The group was very welcoming and the writing experience excellent. The residents appeared to really work at the opportunity to reflect. I was impressed by what they shared.


The afternoon session, the Dan Lydiatt, MD Symposium on Cost-Effective Care in Head and Neck Cancer, was headlined by Chris Holsinger, MD from Stanford University. Below are some photos from the day.






Thanks to all of the groups who have invited me to share my book, my experiences, and my thoughs about the value of reflection and narrative in a surgical life.


Here's looking forward to more conversations.



#AFullnessOfUncertainSignificance #AFoUSBook #NarrativeMedicine #NarrativeSurgery








 

Upcoming Events

  • Narrative Surgery - A Conversation at Creighton University
    Fri, Apr 08
    Creighton University Medical Center
    Apr 08, 7:30 AM – 2:30 PM CDT
    Creighton University Medical Center, 2420 Cuming St, Omaha, NE 68131, USA
    An opportunity to discuss narrative medicine, reflection, and head & neck surgery
    Share
  • Narrative Surgery - A Conversation at Johns Hopkins University
    Mar 14, 4:00 PM – 5:00 PM CDT
    ONLINE
    A conversation about narrative, the book, and retiring with grace.
    Share
  • 2021 MCW Medical Humanities Lecture
    Nov 16, 2021, 12:00 AM – 1:00 PM
    TBD
    Dr. Campbell will give the 2021 annual MCW Medical Humanities Lecture at noon on Tuesday 11/16/2021.
    Share
 
 

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What Readers are Saying About
A Fullness of Uncertain Significance

In this tender and candid collection of short essays, Dr.  Bruce Campbell illuminates how much medicine is truly  the sacred act of holding vigil with and for our patients.  Through his reflections, we get a glimpse of how surgeons  hone their instincts, grow through challenges, and cope with  disappointment as they navigate the uncertainty inherent in  medicine. Through his polished lens, the reader understands  how even in the pressurized world of surgery, heavy with the  responsibility of healing through a scalpel’s cuts, there are  moments of intimacy that are filled with grace. 

 

—Rana Awdish, MD, FCCP, FACP, author of In Shock: My  Journey from Death to Recovery and the Redemptive Power of Hope  

Dr. Bruce Campbell turns his scalpel on his own history  as a surgeon, probing the medical field past, present, and  future. His vibrant stories illuminate the fundamental human  underpinnings of medical science, bringing to light the glories,  tragedies, imperfections, and uncertainties we must all grapple  with. Eminently readable and richly satisfying.  

 

—Danielle Ofri, MD, PhD, Clinical Professor of Medicine  at New York University School of Medicine, Editor-in-Chief of  Bellevue Literary Review, and author of When We Do Harm: A  Doctor Confronts Medical Error 

Dr. Campbell’s reflections will resonate with those who treat  cancer patients as well as those who have had cancer themselves.  Medical students and residents will also be inspired by his life’s  journey as a surgeon and teacher, aspiring to their own joyful  and meaningful lives in medicine.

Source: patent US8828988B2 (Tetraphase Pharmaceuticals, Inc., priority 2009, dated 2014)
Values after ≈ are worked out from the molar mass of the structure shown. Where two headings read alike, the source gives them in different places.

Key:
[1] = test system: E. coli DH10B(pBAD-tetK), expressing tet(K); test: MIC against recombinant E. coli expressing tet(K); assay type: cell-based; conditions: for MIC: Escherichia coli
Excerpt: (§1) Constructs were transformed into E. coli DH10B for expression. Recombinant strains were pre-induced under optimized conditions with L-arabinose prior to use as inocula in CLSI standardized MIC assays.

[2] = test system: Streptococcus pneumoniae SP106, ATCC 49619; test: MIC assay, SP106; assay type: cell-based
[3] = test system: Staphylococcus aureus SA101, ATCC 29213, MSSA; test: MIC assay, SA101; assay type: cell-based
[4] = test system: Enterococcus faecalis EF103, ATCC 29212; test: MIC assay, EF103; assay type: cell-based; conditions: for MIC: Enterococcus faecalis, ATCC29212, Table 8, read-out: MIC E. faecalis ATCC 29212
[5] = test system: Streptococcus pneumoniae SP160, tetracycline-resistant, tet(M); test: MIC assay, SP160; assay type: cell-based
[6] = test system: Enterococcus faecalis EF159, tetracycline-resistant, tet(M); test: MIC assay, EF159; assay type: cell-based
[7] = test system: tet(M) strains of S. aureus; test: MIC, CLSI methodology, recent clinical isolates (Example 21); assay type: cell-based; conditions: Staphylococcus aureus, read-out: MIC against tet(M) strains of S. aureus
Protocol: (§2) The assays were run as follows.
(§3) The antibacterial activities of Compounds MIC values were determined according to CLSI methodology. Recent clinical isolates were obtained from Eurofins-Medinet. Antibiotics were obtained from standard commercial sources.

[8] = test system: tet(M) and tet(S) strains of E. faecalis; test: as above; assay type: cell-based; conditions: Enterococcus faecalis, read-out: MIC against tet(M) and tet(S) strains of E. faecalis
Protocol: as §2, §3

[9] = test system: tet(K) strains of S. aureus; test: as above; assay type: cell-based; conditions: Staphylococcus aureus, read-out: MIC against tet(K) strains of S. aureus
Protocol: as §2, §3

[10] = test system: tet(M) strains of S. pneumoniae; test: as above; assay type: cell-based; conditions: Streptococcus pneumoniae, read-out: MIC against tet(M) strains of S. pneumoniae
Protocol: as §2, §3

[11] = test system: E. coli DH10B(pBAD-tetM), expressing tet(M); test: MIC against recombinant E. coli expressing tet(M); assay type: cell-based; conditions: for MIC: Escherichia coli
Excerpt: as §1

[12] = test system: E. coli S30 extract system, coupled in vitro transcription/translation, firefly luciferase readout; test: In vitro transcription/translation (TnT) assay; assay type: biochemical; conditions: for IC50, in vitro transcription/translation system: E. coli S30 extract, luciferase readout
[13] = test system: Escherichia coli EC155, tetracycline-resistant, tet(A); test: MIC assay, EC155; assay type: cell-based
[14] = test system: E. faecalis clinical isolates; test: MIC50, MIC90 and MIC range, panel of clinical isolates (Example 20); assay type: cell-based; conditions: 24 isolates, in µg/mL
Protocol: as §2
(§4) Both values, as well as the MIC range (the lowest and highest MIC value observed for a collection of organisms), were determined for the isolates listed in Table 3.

—Julie Ann Freischlag, MD, FACS, FRCSEd(Hon), DFSVS,  CEO Wake Forest Baptist Health, CAO Atrium Health, Dean of  the Wake Forest School of Medicine, and 2021-2022 President of  the American College of Surgeons.  

In this rich collection of stories and essays, Dr. Campbell  reflects on his years of caring for patients and training young  doctors to follow in his footsteps. With compassion, humility,  and shimmering prose, he shares the joys, pains, and somber  responsibility of being a surgeon. 

—Gayle Woodson, MD, surgeon, educator, and award winning author of After Kilimanjaro and Leaving La Jolla  

Bruce Campbell is no average surgeon and no ordinary  writer. He takes the excellence of his medical trade and weaves  the challenges, exhilarations, and tough decisions of surgery  into beautiful prose. Here is one who clearly doesn’t reduce  patients to a diagnosis, but who sees them as whole persons  worth getting to know. The chapters in this book are like  windows into the humility and generosity of a man I’d like to  have as my personal physician. 

—Peter W. Marty, editor/publisher of The Christian Century 

With his willingness to delve beneath the surface, Bruce  Campbell has created a deftly interwoven series of lessons gleaned  from poignant moments of a fulfilling surgical career. In a warm,  compassionate, and honest voice, Dr. Campbell delivers to the  reader not just insights on medicine, but truths about humanity.  

—K. Jane Lee, MD, author of Catastrophic Rupture: A  Memoir of Healing 

Humorous and humble, serious and sublime, these lean essays  offer a glimpse behind the surgical drape to show what it’s like to  be a cancer surgeon over the course of a long, rewarding career.  From Campbell’s first invitation into the “inner sanctorum” of the  O.R. as a nurse’s aide while in college, through tender interactions  with patients, to his projections about the profession when he is  long gone, this smart, sensitive surgeon illustrates how doctors can  listen to, care for, and learn from their patients. He courageously  goes to the “hard places” as well as sharing those special moments  that make it all worthwhile. Early in the collection, Campbell  writes, “Besides being a surgeon, I am also a human being.” This  beautiful book is about both.